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This week, NAD issued a decision in a case involving a commercial for Air Wick Scented Oil that includes some valuable lessons about claim substantiation.

One version of the commercial starts with a family of four engaged in various activities while crowded into a small corner of an otherwise empty living room. A voiceover states:

Last week, the FTC announced that AT&T had agreed to pay $60 million to settle litigation over allegations that the company misled customers by advertising “unlimited” data plans that were subject to significant limitations. If you work in the mobile or broadband spaces, you should check out this analysis by our friends at CommLaw Monitor.

For additional information see the Ad

Yesterday, the FTC released a new guide and video designed to help influencers understand when and how they should disclose the relationships they have to the brands they endorse. The guidance doesn’t break new ground, and readers of this blog shouldn’t find too many surprises, but it does summarize the key requirements in an easy-to-read

This week, the FTC announced a settlement with Sunday Riley Modern Skincare and its CEO, Sunday Riley, over allegations that company managers and employees posted fake reviews on Sephora.com.

The FTC alleged that company managers, including Ms. Riley herself, posted reviews of the company’s products on Sephora.com, and asked other employees do the same. When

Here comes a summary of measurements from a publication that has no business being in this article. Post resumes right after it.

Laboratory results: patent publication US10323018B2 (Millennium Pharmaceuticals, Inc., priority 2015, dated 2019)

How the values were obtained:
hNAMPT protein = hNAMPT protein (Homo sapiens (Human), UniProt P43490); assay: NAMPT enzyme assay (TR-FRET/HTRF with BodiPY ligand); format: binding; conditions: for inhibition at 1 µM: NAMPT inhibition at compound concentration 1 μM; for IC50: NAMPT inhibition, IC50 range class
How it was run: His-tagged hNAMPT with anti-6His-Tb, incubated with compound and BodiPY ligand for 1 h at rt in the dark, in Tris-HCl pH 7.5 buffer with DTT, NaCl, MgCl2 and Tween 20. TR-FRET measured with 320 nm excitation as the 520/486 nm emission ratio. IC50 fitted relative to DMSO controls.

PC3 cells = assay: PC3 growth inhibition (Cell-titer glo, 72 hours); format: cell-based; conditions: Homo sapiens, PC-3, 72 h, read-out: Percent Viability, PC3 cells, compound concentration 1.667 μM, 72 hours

In the world of social media, a person’s power is often measured in terms of followers. Because more followers generally means more reach, companies who engage influencers often base their compensation on this metric. But follower counts may not always be what they seem. According to a New York Times report last year, influencers can

On Friday, California Governor Gavin Newsom signed seven legislative proposals to amend the California Consumer Privacy Act (CCPA), marking the end of a nearly-yearlong process to make changes to the new privacy law before it goes into effect on January 1st.  The next opportunity to amend the CCPA will be in the 2020

NAD recently announced a decision involving Pyle Audio’s campaign to generate reviews for its NutriChef brand vacuum sealers. When consumers received their products, they would find a card promising them two rolls of vacuum sealing bags in exchange for leaving a review on Amazon.com. Near that promise, the card included the words “love this” and

If a review site ranks your product as the top in a category, can you advertise that you’re “number 1” in that category? Not necessarily. A recent NAD decision explains why.

A competitor challenged TaxSlayer’s claim that it was “#1 Rated in the Tax Prep Software Category on Trustpilot.” NAD started its decision with a

Last year, we posted that Snapchat’s public relations firm had filed a lawsuit against an influencer who allegedly failed to comply with the terms of his agreement.

According to the agreement, Luka Sabbat was required to make four unique posts, get those posts approved beforehand, send analytics to the firm, and be Lukaphotographed wearing the